Returning to Work
A Forgotten Aspect of Rehabilitation for Heart Failure
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Article, see p 999
“Health is a state of complete physical, mental and social well-being and not merely the absence of disease or infirmity.”
World Health Organization*
For the past 60 years, the World Health Organization has defined health in this way. With advances in therapy, heart failure (HF) can now be considered to be a chronic condition with which many individuals will live for some, if not many, years. Reducing morbidity and improving quality of life are important therapeutic aims.1,2 Traditionally, returning individuals to a more optimal state of health was the province of cardiac rehabilitation programs, initially focused on patients after myocardial infarction or coronary artery bypass surgery, but now opened more widely to those after any coronary intervention and, at last, to those with HF. At the core of cardiac rehabilitation programs is the desire to return individuals to their optimal physical, mental, medical, psychological, social, emotional, sexual, vocational, and economic status.3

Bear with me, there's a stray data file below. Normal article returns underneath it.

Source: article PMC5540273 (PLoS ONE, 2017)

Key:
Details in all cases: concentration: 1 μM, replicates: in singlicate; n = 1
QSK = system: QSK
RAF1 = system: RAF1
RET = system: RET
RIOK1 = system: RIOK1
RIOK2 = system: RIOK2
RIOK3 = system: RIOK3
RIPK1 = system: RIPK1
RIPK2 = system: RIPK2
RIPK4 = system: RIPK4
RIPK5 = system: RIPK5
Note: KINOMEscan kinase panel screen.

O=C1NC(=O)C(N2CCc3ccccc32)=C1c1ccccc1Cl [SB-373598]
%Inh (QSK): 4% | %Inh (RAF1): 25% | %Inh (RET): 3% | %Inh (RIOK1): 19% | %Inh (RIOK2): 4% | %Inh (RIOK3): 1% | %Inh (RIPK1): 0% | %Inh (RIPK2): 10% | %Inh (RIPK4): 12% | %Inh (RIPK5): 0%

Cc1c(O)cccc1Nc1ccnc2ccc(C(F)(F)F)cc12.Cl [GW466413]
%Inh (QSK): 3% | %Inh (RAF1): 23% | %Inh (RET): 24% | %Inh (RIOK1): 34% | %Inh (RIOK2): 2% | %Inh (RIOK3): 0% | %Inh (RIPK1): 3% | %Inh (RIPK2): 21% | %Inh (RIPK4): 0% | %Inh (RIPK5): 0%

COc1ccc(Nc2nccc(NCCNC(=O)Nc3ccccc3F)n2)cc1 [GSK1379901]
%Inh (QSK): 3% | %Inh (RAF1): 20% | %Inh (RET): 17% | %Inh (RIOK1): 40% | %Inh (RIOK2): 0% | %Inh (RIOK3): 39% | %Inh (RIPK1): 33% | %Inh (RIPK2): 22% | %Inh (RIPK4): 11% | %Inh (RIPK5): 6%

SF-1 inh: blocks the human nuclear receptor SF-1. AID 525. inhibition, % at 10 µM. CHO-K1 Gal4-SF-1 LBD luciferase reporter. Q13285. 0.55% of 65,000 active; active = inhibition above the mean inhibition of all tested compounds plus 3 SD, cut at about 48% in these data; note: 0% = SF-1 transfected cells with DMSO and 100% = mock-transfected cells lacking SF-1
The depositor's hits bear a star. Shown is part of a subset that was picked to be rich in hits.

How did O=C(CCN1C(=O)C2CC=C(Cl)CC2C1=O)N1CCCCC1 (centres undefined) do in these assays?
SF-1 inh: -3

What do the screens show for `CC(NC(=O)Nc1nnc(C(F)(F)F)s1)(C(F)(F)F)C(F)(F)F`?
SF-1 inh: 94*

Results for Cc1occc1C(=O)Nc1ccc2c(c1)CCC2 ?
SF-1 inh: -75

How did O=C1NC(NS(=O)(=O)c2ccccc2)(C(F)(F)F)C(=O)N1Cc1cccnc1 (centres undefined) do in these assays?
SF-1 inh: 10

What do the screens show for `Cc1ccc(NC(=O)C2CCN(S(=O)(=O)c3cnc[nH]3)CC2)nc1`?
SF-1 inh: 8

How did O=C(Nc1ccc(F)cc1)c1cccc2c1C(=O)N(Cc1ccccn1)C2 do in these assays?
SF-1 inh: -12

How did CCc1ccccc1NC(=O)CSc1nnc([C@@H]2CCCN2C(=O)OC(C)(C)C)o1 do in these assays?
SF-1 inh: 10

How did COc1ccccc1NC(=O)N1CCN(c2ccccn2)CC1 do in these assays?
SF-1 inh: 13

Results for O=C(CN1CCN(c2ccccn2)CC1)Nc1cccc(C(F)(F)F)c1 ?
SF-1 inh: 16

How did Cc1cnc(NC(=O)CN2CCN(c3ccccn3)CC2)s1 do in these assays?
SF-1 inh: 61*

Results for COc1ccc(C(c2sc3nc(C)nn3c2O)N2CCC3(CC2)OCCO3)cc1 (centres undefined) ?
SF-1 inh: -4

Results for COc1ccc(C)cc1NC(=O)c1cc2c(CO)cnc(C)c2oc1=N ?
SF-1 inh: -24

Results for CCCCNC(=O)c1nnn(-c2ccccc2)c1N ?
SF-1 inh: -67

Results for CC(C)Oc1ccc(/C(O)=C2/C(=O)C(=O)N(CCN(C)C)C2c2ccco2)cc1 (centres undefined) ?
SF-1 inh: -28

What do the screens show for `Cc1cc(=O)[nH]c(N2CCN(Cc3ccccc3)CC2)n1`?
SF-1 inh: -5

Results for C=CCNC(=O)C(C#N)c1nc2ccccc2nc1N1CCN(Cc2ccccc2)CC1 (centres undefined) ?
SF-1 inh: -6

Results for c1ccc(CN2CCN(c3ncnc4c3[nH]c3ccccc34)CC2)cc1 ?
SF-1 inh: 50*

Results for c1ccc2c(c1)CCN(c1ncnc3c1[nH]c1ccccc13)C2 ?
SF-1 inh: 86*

When reading HF clinical guidelines, one could be forgiven for thinking that no patient with HF was in employment, or would seek employment. In the United States, an American Heart Association Presidential Advisory was issued in 2011 calling for a multipronged effort to increase the low referral rates to cardiac rehabilitation/secondary prevention programs after a cardiac event.4 This advisory specifically mentioned vocational counseling. The most recent American Heart Association/American College of Cardiology HF guideline awards a class IIa level recommendation (it is reasonable to offer) for rehabilitation,1 although return to work is not listed as a potential benefit. The 2016 HF guidelines from the European Society of Cardiology do not discuss occupational issues, although the recommendation is made for a “seamless system of multidisciplinary care that embraces both the community and hospital” and mention is made of the …